Homeownership has long been viewed as a pillar of American independence and a benchmark of upward mobility, but the realities of owning a home are often far more complicated than homeowners realize when they finalize their purchase.
Life is full of hidden twists and turns, and a streak of bad luck or a large-scale downturn in the local or national economy may mean that a homeowner simply cannot make their mortgage payments. If the homeowner cannot get back on track with their payments quickly, then the bank will probably foreclose on the home.
Over the last decade since the housing crisis of 2008, foreclosure has broken the dreams of many homeowners, but not all homeowners are willing to walk away from a property they value highly. To those who are not satisfied to move on from foreclosure and wish to keep fighting to regain their home even after foreclosure, the law does allow some wiggle room.
Many homeowners are unaware of the “right of redemption” in real estate law, which creates an opportunity for homeowners who have lost their homes to potentially regain them, even after some other party purchases the property.
What is the right of redemption?
The right of redemption allows a homeowner who has already lost a property to foreclosure to reclaim the property. This is not an easy or simple process, but if an individual is highly motivated, it is possible.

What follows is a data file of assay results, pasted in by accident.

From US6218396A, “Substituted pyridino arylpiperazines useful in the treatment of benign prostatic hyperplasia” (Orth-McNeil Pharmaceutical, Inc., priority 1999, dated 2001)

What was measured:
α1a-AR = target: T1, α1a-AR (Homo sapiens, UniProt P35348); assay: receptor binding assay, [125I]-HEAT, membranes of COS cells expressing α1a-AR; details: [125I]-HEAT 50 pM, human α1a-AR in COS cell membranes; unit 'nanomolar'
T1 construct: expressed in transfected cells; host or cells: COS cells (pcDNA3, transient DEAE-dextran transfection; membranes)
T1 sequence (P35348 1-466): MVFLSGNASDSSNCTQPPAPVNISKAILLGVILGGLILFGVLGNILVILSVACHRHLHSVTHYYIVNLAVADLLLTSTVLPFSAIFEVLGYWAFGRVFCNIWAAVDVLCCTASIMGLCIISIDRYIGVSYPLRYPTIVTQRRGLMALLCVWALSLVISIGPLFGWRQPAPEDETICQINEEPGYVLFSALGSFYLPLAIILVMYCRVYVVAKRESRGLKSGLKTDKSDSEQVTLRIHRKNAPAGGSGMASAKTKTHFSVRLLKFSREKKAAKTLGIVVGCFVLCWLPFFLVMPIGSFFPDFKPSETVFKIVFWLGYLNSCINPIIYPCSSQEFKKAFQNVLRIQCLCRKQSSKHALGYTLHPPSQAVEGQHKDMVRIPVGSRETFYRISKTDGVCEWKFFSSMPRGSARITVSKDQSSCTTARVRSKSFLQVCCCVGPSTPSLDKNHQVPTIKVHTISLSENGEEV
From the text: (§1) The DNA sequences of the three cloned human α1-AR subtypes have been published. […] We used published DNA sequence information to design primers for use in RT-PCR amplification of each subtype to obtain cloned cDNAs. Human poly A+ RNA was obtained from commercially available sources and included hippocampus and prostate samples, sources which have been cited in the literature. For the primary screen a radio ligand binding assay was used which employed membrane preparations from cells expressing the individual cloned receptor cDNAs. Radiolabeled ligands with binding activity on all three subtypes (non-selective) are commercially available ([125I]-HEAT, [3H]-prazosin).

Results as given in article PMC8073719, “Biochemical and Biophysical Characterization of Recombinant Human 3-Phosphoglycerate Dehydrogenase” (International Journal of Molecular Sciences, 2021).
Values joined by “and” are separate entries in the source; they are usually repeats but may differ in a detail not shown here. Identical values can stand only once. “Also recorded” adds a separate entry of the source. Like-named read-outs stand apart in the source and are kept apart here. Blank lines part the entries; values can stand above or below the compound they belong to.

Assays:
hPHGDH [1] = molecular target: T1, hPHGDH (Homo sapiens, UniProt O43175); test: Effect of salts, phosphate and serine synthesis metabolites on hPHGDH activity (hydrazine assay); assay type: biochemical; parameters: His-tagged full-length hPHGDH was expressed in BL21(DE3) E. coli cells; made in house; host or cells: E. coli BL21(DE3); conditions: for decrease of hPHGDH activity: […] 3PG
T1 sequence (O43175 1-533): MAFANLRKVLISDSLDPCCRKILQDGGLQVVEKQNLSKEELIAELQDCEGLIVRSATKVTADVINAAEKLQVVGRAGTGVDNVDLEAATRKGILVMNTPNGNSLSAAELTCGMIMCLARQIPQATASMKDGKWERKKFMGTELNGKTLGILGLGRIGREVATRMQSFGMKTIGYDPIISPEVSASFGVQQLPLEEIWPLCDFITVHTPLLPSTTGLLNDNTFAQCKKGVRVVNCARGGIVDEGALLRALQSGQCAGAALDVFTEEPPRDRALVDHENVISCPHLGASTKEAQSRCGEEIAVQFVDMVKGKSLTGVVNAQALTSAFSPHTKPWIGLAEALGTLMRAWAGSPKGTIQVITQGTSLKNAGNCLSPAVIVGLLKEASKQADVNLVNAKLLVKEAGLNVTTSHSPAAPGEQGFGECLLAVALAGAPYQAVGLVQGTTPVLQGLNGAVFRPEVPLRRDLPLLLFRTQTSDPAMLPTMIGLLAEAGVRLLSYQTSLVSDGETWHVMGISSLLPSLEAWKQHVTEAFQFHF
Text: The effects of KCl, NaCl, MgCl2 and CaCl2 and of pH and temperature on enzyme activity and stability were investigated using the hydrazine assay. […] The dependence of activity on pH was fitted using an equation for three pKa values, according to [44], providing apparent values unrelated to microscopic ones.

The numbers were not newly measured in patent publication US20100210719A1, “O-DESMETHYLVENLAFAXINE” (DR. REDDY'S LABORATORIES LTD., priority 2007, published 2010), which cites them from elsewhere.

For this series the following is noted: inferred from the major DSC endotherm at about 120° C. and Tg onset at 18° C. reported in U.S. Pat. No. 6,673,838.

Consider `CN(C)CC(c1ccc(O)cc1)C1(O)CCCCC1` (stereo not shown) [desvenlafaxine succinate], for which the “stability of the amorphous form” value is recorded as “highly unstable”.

In broad strokes, the law allows the former owner of a foreclosed property to reclaim the property if they can pay the amount that the property sold for at a foreclosure sale. In addition to this, the former owner must pay a statutory rate of interest to the party that purchased the property, as well as some other potential charges.
While the time period shifts from state to state, a homeowner generally has a small but useful window of time to formally request that the buyer provide a list of the individual charges the former owner must pay in order to reclaim the property. This window of time may change depending on the state where the foreclosure occurs as well as some other factors, but it is typically about a year from the date of foreclosure.
In contrast, the party that purchased the foreclosed property is only granted a small window of time to respond with an itemized list of charges, such as 10 days.
If the former owner of the property can deliver the full payment for the foreclosure sale price of the home and several other expenses within the allotted window of time, then they may successfully reclaim the property. While this is no small feat, it is an opportunity that many foreclosed homeowners may wish to consider.
Protect your rights with a clear strategy
Successfully reclaiming a foreclosed property is a difficult task, but one that is ultimately rewarding. If you believe that you may have an opportunity to reclaim your foreclosed property, make sure to use excellent legal resources while building your strategy. Clear understanding of the many legal issues at hand can help you navigate this difficult season and keep your rights secure while you fight to reclaim the home that you value.